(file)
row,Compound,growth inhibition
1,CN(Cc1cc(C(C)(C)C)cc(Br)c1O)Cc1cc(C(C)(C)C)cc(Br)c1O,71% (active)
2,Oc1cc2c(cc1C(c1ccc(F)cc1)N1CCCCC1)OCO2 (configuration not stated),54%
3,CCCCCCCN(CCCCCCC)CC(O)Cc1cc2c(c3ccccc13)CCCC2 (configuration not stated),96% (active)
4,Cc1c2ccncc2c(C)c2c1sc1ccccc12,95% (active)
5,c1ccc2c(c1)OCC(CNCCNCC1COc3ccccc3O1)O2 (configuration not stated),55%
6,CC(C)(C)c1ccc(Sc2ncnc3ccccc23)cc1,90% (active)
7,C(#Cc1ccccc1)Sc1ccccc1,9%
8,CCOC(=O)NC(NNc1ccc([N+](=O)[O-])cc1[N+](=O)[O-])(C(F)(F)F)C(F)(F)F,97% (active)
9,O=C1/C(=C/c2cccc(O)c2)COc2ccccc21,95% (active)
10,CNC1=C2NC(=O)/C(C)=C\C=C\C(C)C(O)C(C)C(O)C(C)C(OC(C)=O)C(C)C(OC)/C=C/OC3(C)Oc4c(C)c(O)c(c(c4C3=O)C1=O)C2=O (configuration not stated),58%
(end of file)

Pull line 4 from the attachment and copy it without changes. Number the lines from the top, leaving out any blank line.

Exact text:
3,CCCCCCCN(CCCCCCC)CC(O)Cc1cc2c(c3ccccc13)CCCC2 (configuration not stated),96% (active)